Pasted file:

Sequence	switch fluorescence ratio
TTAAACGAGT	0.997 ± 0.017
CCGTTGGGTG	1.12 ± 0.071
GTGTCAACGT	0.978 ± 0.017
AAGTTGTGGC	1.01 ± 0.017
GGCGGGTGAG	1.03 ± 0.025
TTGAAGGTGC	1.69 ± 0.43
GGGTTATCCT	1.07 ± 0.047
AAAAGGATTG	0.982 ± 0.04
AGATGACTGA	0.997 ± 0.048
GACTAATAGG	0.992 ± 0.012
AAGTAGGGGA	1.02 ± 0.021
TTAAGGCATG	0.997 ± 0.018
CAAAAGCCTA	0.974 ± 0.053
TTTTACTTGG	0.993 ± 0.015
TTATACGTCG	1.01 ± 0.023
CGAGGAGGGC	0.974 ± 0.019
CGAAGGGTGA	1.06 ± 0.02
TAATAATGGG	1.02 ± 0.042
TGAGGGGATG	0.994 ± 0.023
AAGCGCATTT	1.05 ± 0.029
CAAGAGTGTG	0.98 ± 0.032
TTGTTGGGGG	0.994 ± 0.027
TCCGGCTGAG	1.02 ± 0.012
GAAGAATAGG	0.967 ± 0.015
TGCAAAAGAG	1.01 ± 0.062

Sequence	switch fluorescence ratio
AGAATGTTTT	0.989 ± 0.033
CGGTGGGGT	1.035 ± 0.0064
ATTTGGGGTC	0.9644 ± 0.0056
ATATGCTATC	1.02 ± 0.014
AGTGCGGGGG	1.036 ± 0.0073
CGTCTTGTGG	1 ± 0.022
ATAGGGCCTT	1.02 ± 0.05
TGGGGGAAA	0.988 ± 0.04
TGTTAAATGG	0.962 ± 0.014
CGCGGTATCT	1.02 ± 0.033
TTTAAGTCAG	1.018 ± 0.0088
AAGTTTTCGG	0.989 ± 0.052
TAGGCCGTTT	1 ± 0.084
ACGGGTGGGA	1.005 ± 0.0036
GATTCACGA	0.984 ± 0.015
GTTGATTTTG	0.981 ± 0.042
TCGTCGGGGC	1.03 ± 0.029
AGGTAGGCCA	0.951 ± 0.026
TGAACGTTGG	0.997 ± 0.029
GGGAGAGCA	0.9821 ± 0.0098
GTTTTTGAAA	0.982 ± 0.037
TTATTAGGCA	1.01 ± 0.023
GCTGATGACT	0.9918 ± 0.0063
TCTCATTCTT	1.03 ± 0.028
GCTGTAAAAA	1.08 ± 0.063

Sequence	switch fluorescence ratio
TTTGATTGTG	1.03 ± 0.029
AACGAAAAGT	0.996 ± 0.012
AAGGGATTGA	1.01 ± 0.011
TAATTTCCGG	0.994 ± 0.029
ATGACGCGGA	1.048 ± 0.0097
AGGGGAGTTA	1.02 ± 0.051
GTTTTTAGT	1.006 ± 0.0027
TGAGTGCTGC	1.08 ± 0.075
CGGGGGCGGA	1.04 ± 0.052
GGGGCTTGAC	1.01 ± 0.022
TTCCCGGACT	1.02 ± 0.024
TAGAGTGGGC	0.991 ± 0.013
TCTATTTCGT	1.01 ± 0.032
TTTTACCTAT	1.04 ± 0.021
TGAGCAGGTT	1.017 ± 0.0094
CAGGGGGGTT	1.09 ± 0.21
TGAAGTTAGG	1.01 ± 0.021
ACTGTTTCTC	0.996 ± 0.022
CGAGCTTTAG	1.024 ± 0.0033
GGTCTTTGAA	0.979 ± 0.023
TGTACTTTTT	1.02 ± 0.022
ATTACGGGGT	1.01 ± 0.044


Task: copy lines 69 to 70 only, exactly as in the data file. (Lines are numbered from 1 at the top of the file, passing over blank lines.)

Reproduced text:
CAGGGGGGTT	1.09 ± 0.21
TGAAGTTAGG	1.01 ± 0.021